London fintechs flock to Lithuania post-Brexit
Following the UK’s exit from the EU, several prominent London fintechs have announced plans to relocate or create new headquarters on the continent.
, and, most recently, have all declared that properly serving their existing client base will depend on expanding operations and creating new offices outside of the UK. Interestingly all three have chosen the same location: Lithuania.
The country is currently recognised as one of the most fertile fintech proving grounds in the EU, experiencing a 24% increase in sector development and issuing 102 operating licenses to electronic money institutions (EMIs).
According to DSBC Financial Group, Lithuania began its rise to prominence in 2016 when investment reached a peak total of US$20bn. This figure is projected to have reached $120bn by the end of 2020.
The reason for its popularity is far from accidental: over the last 30 years, Lithuania’s government has proactively striven to make it attractive to the financial sector, offering businesses any easy method for transition and helping them become established.
That broad inclusivity and ease of business, as opposed to Brexit’s exclusionary ramifications, appears to be the primary motivator for London’s notable players to look elsewhere for a foothold in the larger EU market.
In an online Q&A, Curve answered the questions ‘why Lithuania?’ with the following: “The Lithuanian regulator and the Lithuanian government are on an ambitious mission to be the fintech capital of Europe post-Brexit. We love that kind of ambition, a perfect complement to our mission to be the number one go-to fintech in the world.”
Lithuania’s gain or the UK’s loss?
It is still too early to say to what magnitude Brexit will affect the UK’s supremacy as the continent’s fintech leader. With domestic fintechs now no longer able to serve the larger European market without securing a European EMI licence, the Brexit saga could ultimately result in a power shift favouring Lithuania.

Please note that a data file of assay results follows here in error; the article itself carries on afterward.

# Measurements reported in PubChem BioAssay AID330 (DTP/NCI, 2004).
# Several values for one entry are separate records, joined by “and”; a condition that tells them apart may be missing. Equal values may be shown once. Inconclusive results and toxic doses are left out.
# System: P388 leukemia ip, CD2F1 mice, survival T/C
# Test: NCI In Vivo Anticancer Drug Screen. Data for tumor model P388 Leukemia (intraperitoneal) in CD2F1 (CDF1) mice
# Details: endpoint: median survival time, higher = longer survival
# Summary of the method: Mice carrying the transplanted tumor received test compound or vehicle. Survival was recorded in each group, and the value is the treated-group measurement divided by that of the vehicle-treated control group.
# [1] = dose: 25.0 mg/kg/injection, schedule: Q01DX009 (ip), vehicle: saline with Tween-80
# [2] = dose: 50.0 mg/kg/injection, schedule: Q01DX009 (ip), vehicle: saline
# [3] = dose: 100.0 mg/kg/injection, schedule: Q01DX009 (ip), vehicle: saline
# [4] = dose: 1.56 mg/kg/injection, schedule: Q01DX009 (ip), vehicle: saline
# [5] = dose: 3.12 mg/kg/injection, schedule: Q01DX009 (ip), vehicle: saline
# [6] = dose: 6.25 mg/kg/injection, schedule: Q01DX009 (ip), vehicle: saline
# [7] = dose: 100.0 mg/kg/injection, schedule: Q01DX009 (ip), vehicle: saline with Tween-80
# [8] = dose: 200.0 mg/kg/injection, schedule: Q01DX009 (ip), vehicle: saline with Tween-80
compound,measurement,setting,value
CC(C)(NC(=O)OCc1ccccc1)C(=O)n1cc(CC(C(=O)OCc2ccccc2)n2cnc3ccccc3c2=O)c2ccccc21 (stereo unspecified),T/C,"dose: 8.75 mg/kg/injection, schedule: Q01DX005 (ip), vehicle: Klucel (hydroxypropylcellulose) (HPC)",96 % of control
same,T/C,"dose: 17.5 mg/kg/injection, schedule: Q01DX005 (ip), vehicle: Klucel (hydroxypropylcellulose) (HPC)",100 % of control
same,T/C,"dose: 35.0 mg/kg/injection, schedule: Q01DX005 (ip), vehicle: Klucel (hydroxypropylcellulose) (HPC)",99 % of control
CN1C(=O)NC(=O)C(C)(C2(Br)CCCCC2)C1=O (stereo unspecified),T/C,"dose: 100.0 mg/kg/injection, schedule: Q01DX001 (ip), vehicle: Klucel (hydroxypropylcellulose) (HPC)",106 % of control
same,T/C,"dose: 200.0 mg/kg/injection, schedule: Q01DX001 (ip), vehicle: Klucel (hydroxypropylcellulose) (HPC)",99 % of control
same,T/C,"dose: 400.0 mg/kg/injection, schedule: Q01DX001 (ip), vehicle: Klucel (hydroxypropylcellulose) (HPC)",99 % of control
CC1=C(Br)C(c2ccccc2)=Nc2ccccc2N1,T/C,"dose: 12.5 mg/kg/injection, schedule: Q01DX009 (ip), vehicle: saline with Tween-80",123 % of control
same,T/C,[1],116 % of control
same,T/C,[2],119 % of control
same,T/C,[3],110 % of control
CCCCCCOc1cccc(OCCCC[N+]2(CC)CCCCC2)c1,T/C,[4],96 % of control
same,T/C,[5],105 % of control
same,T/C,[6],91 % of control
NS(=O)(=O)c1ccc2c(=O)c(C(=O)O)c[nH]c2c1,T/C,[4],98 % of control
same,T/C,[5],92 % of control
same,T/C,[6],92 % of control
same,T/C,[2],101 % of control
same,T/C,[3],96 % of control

“Outside of the UK, Lithuania has the second largest fintech hub in Europe,” said Stefano Vaccino, Founder and CEO of Yapily. “The local regulator plays a positive role in the fintech ecosystem, allowing Yapily to become a part of it.”
“As more and more banks comply with the PSD2, Lithuania’s fintech community could be at the forefront of developing financial products leveraging this new access to data. Yapily’s choice to set up an office in Vilnius shows that Lithuania is an excellent base for cutting-edge fintechs.”
Photo: Vilnius, Lithuania
The FinTech Show: Bitcoin, crypto mining, and payments
In episode six of the FinTech Show (originally broadcast live on 11 June at 2pm BST), Scott Birch and Will Girling discuss:
- El Salvador becoming the first country to make Bitcoin legal tender
- China's decision to clamp down on crypto mining operations
- The new developments in post-COVID payments, including the EU's decision to give every citizen a digital wallet
We also explore the newly released June '21 edition of FinTech Magazine, including a special look at our profile piece on HOOPP and the future of small business lending (guided by iwoca). Special thanks go to Valeria Simantob for providing the front cover of that issue.
Before you go! Follow us on LinkedIn and make sure to tune in on 25 June for the next FinTech Show.